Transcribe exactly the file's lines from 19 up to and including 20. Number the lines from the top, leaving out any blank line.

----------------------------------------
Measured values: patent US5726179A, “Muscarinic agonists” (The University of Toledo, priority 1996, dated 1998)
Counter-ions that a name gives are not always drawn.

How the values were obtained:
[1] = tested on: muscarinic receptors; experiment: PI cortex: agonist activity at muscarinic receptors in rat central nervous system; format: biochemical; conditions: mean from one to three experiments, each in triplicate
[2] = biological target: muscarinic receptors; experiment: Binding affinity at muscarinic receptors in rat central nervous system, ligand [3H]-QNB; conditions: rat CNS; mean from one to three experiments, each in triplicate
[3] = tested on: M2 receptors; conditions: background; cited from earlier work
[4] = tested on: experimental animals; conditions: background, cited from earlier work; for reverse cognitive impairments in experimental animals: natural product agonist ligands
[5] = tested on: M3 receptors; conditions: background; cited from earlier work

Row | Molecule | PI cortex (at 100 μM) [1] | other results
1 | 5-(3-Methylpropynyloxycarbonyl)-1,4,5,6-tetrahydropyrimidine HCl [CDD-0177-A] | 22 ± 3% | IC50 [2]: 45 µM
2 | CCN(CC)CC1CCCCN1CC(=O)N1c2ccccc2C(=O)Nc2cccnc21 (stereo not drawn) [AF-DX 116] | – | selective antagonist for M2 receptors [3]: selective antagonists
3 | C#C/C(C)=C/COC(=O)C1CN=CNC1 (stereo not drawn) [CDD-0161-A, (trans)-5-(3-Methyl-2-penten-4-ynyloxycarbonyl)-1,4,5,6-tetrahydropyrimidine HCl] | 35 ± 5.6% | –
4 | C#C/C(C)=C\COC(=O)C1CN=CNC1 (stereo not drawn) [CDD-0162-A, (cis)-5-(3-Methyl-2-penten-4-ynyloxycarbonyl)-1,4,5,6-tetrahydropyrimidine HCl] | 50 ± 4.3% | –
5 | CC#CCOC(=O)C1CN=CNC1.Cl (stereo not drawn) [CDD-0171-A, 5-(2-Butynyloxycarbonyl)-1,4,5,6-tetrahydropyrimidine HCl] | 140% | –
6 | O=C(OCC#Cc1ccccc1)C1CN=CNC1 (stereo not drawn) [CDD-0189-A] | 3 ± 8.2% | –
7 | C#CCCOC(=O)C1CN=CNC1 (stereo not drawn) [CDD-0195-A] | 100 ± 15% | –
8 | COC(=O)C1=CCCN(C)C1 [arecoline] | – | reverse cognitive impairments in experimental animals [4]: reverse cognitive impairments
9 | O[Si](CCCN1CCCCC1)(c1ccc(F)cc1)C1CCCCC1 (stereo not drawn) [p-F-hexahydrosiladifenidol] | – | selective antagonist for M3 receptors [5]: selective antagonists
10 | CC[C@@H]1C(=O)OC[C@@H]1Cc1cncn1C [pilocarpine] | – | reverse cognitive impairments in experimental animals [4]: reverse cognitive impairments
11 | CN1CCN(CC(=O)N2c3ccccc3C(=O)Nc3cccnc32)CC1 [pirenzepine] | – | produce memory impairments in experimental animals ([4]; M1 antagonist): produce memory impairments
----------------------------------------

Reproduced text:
10 | CC[C@@H]1C(=O)OC[C@@H]1Cc1cncn1C [pilocarpine] | – | reverse cognitive impairments in experimental animals [4]: reverse cognitive impairments
11 | CN1CCN(CC(=O)N2c3ccccc3C(=O)Nc3cccnc32)CC1 [pirenzepine] | – | produce memory impairments in experimental animals ([4]; M1 antagonist): produce memory impairments